• The DNA sequence is identical among the cells of all tissue types

  • But each type of tissue has its unique methylation pattern

    Methyl group (CH3)

  • Cancer tissue also has a unique methylation pattern that let us distinguish it from healthy tissue

    Methyl group (CH3)

    EpiCheck® unique cancer biomarker

Using DNA methylation patterns for cancer detection:

Methylation of the DNA is a set of ‘switches’ that activate or deactivate specific genes in order to allow different cell types to perform their role. It is therefore a powerful tool to distinguish between cell types. Cancer cells show changes in methylation pattern in relation to healthy cells, and if one could “read” these methylation changes against a large background of normal signal coming from healthy cells, one would be able to detect the presence of tumors in body fluids, such as urine and blood. This is exactly what Nucleix does. Nucleix has developed a method to read these codes and detect them with extremely high sensitivity. DNA Methylation changes provides an optimal biomarker due to the:

  • High stability of DNA molecules
  • Large amount of information in methylation patterns
  • DNA extraction and analysis includes simple and standard lab work

Nucleix provides the best-in-class methylation analysis through its state-of-the-art technology:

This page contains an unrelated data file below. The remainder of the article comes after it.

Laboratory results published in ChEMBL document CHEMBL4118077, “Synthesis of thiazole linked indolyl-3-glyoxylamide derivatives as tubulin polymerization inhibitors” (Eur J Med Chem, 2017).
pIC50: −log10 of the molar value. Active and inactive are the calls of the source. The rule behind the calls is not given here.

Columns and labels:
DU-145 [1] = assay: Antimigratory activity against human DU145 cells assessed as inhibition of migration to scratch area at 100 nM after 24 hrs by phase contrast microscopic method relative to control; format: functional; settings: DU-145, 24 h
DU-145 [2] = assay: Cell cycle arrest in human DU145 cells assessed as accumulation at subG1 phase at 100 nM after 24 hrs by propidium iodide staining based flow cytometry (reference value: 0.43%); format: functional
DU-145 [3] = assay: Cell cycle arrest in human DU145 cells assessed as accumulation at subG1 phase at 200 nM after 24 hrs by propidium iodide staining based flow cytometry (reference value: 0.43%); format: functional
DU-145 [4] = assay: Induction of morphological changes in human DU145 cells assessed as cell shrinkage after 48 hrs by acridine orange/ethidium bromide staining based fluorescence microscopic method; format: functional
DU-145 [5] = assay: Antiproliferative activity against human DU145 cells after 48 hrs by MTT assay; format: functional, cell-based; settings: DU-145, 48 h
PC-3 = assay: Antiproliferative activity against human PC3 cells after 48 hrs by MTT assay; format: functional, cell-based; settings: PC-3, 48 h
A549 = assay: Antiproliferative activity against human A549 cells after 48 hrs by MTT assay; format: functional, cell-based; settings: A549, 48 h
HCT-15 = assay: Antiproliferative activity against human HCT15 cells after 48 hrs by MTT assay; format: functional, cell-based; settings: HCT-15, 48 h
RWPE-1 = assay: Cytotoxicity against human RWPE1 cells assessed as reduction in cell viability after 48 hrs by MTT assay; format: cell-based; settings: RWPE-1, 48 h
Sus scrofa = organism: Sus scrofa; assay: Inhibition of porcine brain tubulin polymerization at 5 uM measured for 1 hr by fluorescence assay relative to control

• A bioinformatics tool enabling rapid and systematic development of biomarker panels for a wide range of clinical tasks.
  • A proprietary technology for a simple, low cost clinical assay with a signal to noise ratio that is better than 1:150,000 (that is identifying one methylation change in a background of 150,000 normal molecules).

Our Advantage

  • No DNA quantification
  • Multiplexing of markers (15 in our 1st product)  to ensure high sensitivity and specificity
  • Test works with a wide range of DNA quantities, starting at 10ng
  • Noise immunity- very sensitive assay and analysis method
  • Measurable result on the current status using our EpiScore – Enables follow up to detect trends in disease evolution
  • We own our markers
  • Technology can work on various PCRs and future platforms (e.g. NGS)